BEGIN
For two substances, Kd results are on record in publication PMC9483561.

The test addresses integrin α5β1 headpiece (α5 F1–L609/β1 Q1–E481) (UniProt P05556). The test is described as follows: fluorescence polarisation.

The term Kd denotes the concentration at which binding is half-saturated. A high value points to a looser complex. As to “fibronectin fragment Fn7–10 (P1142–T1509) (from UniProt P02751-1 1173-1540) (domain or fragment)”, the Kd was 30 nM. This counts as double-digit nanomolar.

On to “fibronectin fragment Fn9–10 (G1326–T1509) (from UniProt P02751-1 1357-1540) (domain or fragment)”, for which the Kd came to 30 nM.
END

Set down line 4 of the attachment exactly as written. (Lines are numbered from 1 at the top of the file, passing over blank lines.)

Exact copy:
On to “fibronectin fragment Fn9–10 (G1326–T1509) (from UniProt P02751-1 1357-1540) (domain or fragment)”, for which the Kd came to 30 nM.